Pelosi also told POLITICO she will push to “drain” more savings from the medical industry — hospitals, pharmaceutical companies and health insurers — than they have given up under current health-reform agreements with the Senate and White House.h/t: Pundit
Asked whether she believes the industry players will wind up contributing more to the package, Pelosi replied: “I don’t know. I know they can, to the extent that the special interests are willing to cooperate. ... They could do much better. ... Frankly, I think all the money [to pay for health reform] could be drained from the system, if they were willing to do that.”
Meanwhile, US governors are less than thrilled with what ObamaCare will mean to their budgets:
Democratic and Republican governors meeting this weekend in Biloxi, Miss., said they fear the reform legislation would dump huge costs on the states at a time their coffers are running dry under the pressures of the recessionary economy.And the Mayo Clinic gives ObamaCare an unequivocal thumbs down:
The Mayo Clinic said there are some positive elements of the bill, but overall "the proposed legislation misses the opportunity to help create higher quality, more affordable health care for patients."
"In fact, it will do the opposite," clinic officials said, because the proposals aren't patient-focused or results-oriented. "The real losers will be the citizens of the United States."
From a town meeting in Maryland, an unemployed man asks Sen. Ben Cardin, a proponent of ObamaCare, this question:
Perhaps the most controversial, came from Robert Broadus of Clinton, Maryland, an audience member who had lost his job and replaced it with one that paid him far less money.Cardin's response came in the form of an attack:
"I decided not to get the health insurance. That's working out for me because I'm able to save that extra money and give it to my family members and use it on myself. Senator Cardin, I want to know are you going to tell me an individual...that I have to buy health care or else you're going to fine me 25 hundred dollars every year I don't get it? Our founding fathers assured us we have a Bill of Rights and I want to see you uphold that," Broadus said in an increasingly emotional voice and to scattered applause.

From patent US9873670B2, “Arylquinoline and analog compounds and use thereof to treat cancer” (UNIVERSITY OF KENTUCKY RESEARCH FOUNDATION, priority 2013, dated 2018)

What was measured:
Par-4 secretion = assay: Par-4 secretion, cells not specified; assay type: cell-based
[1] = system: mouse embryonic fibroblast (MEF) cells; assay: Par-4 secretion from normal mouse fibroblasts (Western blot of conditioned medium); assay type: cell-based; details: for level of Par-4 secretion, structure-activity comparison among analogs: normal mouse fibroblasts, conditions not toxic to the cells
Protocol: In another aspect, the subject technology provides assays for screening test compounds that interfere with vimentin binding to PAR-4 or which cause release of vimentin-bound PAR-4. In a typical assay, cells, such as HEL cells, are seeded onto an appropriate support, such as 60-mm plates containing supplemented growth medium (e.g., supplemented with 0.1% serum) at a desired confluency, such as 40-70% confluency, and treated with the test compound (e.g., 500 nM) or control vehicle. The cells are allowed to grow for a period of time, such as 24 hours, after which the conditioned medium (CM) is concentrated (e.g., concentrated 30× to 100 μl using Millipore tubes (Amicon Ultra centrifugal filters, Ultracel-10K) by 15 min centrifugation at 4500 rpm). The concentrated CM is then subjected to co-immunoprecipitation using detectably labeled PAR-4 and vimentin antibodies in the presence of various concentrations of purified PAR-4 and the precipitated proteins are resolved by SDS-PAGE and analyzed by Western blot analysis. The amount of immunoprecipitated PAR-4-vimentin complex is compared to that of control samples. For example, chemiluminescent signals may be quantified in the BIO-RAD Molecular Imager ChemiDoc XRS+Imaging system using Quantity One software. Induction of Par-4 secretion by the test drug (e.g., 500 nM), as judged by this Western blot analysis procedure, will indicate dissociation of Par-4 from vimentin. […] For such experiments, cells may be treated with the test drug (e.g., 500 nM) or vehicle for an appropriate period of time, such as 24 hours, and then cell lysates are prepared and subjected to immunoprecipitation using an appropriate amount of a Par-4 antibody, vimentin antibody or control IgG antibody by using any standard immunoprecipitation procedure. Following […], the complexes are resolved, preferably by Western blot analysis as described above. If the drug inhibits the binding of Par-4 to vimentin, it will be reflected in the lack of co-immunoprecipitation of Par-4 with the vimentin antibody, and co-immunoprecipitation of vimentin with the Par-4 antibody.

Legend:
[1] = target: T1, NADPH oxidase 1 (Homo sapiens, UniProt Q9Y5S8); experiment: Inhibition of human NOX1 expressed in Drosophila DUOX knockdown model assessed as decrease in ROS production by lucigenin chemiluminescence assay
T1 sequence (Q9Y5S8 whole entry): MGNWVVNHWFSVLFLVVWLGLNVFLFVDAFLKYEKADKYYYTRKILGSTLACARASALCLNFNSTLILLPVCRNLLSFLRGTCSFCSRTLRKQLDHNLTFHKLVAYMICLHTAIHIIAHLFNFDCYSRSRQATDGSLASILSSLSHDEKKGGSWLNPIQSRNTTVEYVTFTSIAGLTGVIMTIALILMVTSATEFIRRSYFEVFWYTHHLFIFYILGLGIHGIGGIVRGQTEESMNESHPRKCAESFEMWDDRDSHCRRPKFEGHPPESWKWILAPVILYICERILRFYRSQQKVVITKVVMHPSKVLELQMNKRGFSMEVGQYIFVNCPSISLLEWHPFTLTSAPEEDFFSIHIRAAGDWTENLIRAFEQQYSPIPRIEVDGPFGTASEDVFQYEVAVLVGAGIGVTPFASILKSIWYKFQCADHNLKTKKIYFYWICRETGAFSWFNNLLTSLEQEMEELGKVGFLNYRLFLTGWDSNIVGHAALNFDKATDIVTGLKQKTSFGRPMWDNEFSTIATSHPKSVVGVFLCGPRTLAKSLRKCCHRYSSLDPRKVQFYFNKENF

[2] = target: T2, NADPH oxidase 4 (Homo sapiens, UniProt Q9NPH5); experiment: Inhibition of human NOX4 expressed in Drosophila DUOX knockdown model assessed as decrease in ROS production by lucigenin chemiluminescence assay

"You don't pay. You are part of the population that shifts its costs over to a person who does pay, and they're paying for you," Cardin said.Or maybe the man does pay. People often make arrangements with hospitals to set up payment schedules. And - go figure - hospitals have a different set of fees for the uninsured.
But Cardin and company don't think individuals should be able to make their own decisions based on what's best for them and their families.
Gateway Pundit reports on another health care forum. This one, in Missouri, didn't go so well for the socialized medicine proponents. Watch this must-see video from the meeting. Attendees laughed out loud and asked the best question of all: "If it's so good why doesn't Congress have to be on it?"
Bingo. But Obama doesn't want to hear this or any other questions because the time for talk is through.
Linked by Michelle Malkin (buzzworthy)